Over two years ago, on March 31, 2016, I waited in line to reserve a Tesla Model 3. I have been excited ever since. I was recently invited to configure; at the end of March 2018. I quickly placed the order, received a VIN a few days later, and will take delivery in about three weeks. I will finally have a car that is powered by the sun!
While waiting, I had an electrician install a NEMA 14-30 outlet on one of the columns of the solar carport (see picture). The underground conduit that was added when the carport was built could not accommodate a higher amperage circuit. NEMA 14-30 is the standard outlet used for clothes dryers. Tesla sells a NEMA 14-30 adapter, which adds 22 miles of range per hour of charge. This is more than sufficient to fully recharge the battery overnight.
Electricity generated from solar power offset yearly usage by 104%. We used 5,119 kWH / year (averaged over nine years). Our 4.3 kW system generated 5,338 kWH / year (averaged over four years).
I still clearly remember when the solar carport was built as if it were yesterday, yet it’s been four years. As a new year dawns, I wanted to plot our average electricity generated and benchmark relative to the original PVWatts estimate made (and posted below) before the panels were installed.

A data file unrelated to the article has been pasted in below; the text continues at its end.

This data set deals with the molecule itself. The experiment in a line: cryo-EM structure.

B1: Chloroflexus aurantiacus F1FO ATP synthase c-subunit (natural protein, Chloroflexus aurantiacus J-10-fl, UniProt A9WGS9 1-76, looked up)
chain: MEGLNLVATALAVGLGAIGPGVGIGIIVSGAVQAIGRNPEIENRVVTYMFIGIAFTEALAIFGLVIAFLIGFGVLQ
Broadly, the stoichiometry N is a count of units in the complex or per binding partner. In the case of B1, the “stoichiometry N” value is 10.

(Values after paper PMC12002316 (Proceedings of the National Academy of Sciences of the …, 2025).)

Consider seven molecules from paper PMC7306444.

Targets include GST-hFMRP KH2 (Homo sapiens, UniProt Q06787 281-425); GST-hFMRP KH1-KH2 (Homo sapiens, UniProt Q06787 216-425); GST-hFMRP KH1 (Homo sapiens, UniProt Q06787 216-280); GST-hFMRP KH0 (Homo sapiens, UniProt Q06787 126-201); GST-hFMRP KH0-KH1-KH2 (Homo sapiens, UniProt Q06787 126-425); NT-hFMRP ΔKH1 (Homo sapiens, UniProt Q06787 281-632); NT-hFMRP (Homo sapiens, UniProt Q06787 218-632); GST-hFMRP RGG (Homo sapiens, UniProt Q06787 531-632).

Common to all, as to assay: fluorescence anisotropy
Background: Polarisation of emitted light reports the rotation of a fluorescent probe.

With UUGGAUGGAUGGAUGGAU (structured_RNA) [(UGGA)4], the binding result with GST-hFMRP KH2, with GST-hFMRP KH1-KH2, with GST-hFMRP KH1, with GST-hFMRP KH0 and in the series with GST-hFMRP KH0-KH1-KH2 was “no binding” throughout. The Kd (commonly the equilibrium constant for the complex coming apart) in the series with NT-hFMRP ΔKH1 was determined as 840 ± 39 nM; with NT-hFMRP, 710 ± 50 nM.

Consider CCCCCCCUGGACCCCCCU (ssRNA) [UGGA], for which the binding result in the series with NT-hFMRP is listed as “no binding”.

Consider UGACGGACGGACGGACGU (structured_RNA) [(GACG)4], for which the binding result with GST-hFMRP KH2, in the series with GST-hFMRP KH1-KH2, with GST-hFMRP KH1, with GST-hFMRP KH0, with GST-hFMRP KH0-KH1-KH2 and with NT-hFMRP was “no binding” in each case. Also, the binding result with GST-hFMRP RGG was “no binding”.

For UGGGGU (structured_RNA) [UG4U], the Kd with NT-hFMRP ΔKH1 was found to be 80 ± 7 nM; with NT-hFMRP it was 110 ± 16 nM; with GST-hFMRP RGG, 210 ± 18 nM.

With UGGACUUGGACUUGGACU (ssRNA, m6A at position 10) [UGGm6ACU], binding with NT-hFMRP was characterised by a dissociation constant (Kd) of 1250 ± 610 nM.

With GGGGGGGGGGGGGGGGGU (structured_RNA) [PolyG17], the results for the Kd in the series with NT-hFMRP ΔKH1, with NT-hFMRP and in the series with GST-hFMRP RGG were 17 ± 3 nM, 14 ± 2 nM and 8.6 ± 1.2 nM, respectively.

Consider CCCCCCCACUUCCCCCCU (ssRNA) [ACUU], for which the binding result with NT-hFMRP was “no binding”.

I am now even more in awe of PVWatts. As you can see from the graph, the yellow curve is the estimated generation, based on our location, solar array size and panel angle relative to the sun. The green curve is four years of actual data, and it it overlays almost perfectly. As I’ve noted below, now with emphasis, PVWatts really and truly is a solar seer.
Spring is here and with it comes lots of sun. For those of you who are considering solar power or want to learn more about it, check out the Solarize Carrboro website.
With the Solarize Carrboro discounts plus state and federal tax incentives, now is a great time to go solar.
They will hold a kick-off meeting April 2, 2014 at 7 pm at Carrboro Town Hall (301 W. Main Street, Carrboro, NC 27510). At this kick-off meeting, the Solarize Carrboro team will step homeowners through the process, including solar equipment, tax incentives, installation, and financing. Carrboro solar homeowners will also be on hand to answer questions.
See their website for details on how to RSVP for the event.
They’ve selected two installers–Southern Energy Management (the company that installed our Solar Carport) and Yes! Solar Solutions.
This is worth checking out. And if you don’t live in Carrboro, check your local area for a Solarize program. There is Solarize Durham; Solarize Raleigh, Solarize Mass (for MA), Solarize Seattle; to name just a few.
As mentioned below, net metering is under attack in NC. I just got an email from Maria Kingery, CEO of Southern Energy Management (the company that installed our solar system), describing how to contact the NC Utilities Commission:
#1. Write an email to the “Chief Clerk of the Commission.” Include “Docket E-100, Sub 83: Net Metering” as the subject.
- Identify Yourself
- In your letter, please let the commission know who you are and why you decided to invest in solar. YOUR story is important for them to hear and appreciate.
- Tell the Utilities Commission: “I DO NOT support changes to net metering that will kill rooftop solar in North Carolina.
- Ask the Utilities Commission to oppose changes to net metering!